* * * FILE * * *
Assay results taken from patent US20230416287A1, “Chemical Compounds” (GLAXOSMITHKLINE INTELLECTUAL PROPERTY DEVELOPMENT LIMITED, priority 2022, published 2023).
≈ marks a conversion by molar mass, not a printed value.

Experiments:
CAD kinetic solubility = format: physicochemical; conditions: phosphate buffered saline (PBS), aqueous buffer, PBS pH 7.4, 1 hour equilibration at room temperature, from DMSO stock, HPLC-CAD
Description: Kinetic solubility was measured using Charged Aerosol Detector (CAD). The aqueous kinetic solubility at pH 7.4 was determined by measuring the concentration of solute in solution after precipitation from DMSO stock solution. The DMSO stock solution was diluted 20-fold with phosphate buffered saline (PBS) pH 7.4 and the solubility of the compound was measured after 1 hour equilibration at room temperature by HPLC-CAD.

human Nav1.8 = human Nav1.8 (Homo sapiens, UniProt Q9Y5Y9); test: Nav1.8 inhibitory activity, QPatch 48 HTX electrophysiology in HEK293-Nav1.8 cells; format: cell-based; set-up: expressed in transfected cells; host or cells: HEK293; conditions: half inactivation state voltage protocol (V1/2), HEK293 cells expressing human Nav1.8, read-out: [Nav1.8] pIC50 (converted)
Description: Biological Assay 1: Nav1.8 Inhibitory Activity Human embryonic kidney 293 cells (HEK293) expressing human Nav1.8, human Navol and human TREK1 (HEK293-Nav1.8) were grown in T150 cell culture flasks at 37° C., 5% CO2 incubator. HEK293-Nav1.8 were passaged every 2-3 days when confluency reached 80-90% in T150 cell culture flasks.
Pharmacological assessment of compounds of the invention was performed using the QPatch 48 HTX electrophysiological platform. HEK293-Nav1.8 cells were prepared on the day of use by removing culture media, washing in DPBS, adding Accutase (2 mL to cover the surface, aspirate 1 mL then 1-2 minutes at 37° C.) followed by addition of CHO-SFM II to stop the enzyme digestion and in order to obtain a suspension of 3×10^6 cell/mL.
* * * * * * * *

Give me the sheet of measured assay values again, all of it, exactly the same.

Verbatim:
Assay results taken from patent US20230416287A1, “Chemical Compounds” (GLAXOSMITHKLINE INTELLECTUAL PROPERTY DEVELOPMENT LIMITED, priority 2022, published 2023).
≈ marks a conversion by molar mass, not a printed value.

Experiments:
CAD kinetic solubility = format: physicochemical; conditions: phosphate buffered saline (PBS), aqueous buffer, PBS pH 7.4, 1 hour equilibration at room temperature, from DMSO stock, HPLC-CAD
Description: Kinetic solubility was measured using Charged Aerosol Detector (CAD). The aqueous kinetic solubility at pH 7.4 was determined by measuring the concentration of solute in solution after precipitation from DMSO stock solution. The DMSO stock solution was diluted 20-fold with phosphate buffered saline (PBS) pH 7.4 and the solubility of the compound was measured after 1 hour equilibration at room temperature by HPLC-CAD.

human Nav1.8 = human Nav1.8 (Homo sapiens, UniProt Q9Y5Y9); test: Nav1.8 inhibitory activity, QPatch 48 HTX electrophysiology in HEK293-Nav1.8 cells; format: cell-based; set-up: expressed in transfected cells; host or cells: HEK293; conditions: half inactivation state voltage protocol (V1/2), HEK293 cells expressing human Nav1.8, read-out: [Nav1.8] pIC50 (converted)
Description: Biological Assay 1: Nav1.8 Inhibitory Activity Human embryonic kidney 293 cells (HEK293) expressing human Nav1.8, human Navol and human TREK1 (HEK293-Nav1.8) were grown in T150 cell culture flasks at 37° C., 5% CO2 incubator. HEK293-Nav1.8 were passaged every 2-3 days when confluency reached 80-90% in T150 cell culture flasks.
Pharmacological assessment of compounds of the invention was performed using the QPatch 48 HTX electrophysiological platform. HEK293-Nav1.8 cells were prepared on the day of use by removing culture media, washing in DPBS, adding Accutase (2 mL to cover the surface, aspirate 1 mL then 1-2 minutes at 37° C.) followed by addition of CHO-SFM II to stop the enzyme digestion and in order to obtain a suspension of 3×10^6 cell/mL.